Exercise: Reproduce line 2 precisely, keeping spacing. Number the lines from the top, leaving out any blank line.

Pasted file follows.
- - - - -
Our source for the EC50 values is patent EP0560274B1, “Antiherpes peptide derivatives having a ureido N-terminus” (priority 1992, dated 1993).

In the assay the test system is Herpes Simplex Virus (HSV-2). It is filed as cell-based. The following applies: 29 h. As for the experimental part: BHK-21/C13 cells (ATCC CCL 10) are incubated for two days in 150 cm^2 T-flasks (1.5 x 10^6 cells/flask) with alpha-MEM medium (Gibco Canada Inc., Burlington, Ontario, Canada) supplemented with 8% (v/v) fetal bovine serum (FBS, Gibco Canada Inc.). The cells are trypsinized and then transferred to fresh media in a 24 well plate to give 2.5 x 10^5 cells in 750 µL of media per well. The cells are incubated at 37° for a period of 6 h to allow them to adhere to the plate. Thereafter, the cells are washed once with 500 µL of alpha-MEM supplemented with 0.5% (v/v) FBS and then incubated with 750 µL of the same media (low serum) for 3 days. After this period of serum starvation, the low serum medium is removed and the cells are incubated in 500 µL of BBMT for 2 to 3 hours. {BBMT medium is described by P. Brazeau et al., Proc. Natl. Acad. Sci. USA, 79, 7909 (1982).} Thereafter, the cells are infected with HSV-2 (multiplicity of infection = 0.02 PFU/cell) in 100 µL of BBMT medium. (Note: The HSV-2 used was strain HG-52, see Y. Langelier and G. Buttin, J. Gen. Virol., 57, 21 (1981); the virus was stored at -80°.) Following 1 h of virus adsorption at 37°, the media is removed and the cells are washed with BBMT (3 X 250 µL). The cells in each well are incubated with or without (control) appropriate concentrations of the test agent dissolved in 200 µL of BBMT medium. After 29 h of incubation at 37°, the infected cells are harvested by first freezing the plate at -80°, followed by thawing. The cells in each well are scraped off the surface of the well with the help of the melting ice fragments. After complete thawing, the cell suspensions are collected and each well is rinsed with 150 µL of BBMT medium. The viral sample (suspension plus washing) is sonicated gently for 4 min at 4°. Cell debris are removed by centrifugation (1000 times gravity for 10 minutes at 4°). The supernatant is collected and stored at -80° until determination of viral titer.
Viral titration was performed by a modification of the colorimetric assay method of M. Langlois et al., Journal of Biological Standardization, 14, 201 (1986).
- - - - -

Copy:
In the assay the test system is Herpes Simplex Virus (HSV-2). It is filed as cell-based. The following applies: 29 h. As for the experimental part: BHK-21/C13 cells (ATCC CCL 10) are incubated for two days in 150 cm^2 T-flasks (1.5 x 10^6 cells/flask) with alpha-MEM medium (Gibco Canada Inc., Burlington, Ontario, Canada) supplemented with 8% (v/v) fetal bovine serum (FBS, Gibco Canada Inc.). The cells are trypsinized and then transferred to fresh media in a 24 well plate to give 2.5 x 10^5 cells in 750 µL of media per well. The cells are incubated at 37° for a period of 6 h to allow them to adhere to the plate. Thereafter, the cells are washed once with 500 µL of alpha-MEM supplemented with 0.5% (v/v) FBS and then incubated with 750 µL of the same media (low serum) for 3 days. After this period of serum starvation, the low serum medium is removed and the cells are incubated in 500 µL of BBMT for 2 to 3 hours. {BBMT medium is described by P. Brazeau et al., Proc. Natl. Acad. Sci. USA, 79, 7909 (1982).} Thereafter, the cells are infected with HSV-2 (multiplicity of infection = 0.02 PFU/cell) in 100 µL of BBMT medium. (Note: The HSV-2 used was strain HG-52, see Y. Langelier and G. Buttin, J. Gen. Virol., 57, 21 (1981); the virus was stored at -80°.) Following 1 h of virus adsorption at 37°, the media is removed and the cells are washed with BBMT (3 X 250 µL). The cells in each well are incubated with or without (control) appropriate concentrations of the test agent dissolved in 200 µL of BBMT medium. After 29 h of incubation at 37°, the infected cells are harvested by first freezing the plate at -80°, followed by thawing. The cells in each well are scraped off the surface of the well with the help of the melting ice fragments. After complete thawing, the cell suspensions are collected and each well is rinsed with 150 µL of BBMT medium. The viral sample (suspension plus washing) is sonicated gently for 4 min at 4°. Cell debris are removed by centrifugation (1000 times gravity for 10 minutes at 4°). The supernatant is collected and stored at -80° until determination of viral titer.